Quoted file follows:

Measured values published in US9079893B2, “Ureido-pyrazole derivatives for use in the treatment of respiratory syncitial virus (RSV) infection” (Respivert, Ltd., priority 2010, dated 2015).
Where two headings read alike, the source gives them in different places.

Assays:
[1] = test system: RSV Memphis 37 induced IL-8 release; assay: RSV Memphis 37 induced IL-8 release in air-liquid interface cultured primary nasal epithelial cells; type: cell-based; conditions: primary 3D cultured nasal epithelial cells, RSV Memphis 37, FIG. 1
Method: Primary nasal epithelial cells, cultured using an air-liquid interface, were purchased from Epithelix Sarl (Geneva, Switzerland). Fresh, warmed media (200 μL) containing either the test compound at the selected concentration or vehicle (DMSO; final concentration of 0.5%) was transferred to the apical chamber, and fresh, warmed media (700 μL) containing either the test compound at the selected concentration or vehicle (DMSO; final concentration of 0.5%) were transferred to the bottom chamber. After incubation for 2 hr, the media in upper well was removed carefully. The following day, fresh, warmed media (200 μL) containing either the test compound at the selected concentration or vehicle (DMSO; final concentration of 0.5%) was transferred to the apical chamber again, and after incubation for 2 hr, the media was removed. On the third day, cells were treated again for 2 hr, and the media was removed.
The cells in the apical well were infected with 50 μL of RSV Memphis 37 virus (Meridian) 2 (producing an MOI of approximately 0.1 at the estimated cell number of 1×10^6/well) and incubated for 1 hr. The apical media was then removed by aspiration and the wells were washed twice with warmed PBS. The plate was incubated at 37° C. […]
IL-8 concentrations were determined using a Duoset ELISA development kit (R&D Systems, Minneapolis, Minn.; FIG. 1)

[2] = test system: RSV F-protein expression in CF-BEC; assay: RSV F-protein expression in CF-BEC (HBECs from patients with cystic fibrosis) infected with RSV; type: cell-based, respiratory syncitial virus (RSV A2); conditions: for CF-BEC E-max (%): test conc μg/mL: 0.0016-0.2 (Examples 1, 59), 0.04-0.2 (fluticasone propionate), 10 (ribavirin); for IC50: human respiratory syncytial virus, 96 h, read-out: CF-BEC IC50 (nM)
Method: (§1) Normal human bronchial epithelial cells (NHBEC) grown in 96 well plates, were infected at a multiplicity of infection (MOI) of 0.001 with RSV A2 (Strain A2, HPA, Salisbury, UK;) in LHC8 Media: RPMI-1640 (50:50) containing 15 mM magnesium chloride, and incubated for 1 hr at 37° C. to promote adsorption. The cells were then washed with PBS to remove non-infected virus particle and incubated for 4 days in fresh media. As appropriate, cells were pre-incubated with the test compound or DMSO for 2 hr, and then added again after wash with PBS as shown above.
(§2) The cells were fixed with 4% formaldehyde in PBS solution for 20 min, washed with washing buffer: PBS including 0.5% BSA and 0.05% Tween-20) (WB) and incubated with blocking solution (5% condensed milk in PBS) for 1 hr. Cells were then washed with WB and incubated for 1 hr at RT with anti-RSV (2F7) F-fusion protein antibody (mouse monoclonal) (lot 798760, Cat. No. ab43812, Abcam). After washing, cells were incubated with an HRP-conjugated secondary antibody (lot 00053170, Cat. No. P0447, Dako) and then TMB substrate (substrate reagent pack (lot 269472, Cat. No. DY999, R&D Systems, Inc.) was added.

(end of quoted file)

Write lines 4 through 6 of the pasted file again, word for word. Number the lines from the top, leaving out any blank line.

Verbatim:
[1] = test system: RSV Memphis 37 induced IL-8 release; assay: RSV Memphis 37 induced IL-8 release in air-liquid interface cultured primary nasal epithelial cells; type: cell-based; conditions: primary 3D cultured nasal epithelial cells, RSV Memphis 37, FIG. 1
Method: Primary nasal epithelial cells, cultured using an air-liquid interface, were purchased from Epithelix Sarl (Geneva, Switzerland). Fresh, warmed media (200 μL) containing either the test compound at the selected concentration or vehicle (DMSO; final concentration of 0.5%) was transferred to the apical chamber, and fresh, warmed media (700 μL) containing either the test compound at the selected concentration or vehicle (DMSO; final concentration of 0.5%) were transferred to the bottom chamber. After incubation for 2 hr, the media in upper well was removed carefully. The following day, fresh, warmed media (200 μL) containing either the test compound at the selected concentration or vehicle (DMSO; final concentration of 0.5%) was transferred to the apical chamber again, and after incubation for 2 hr, the media was removed. On the third day, cells were treated again for 2 hr, and the media was removed.
The cells in the apical well were infected with 50 μL of RSV Memphis 37 virus (Meridian) 2 (producing an MOI of approximately 0.1 at the estimated cell number of 1×10^6/well) and incubated for 1 hr. The apical media was then removed by aspiration and the wells were washed twice with warmed PBS. The plate was incubated at 37° C. […]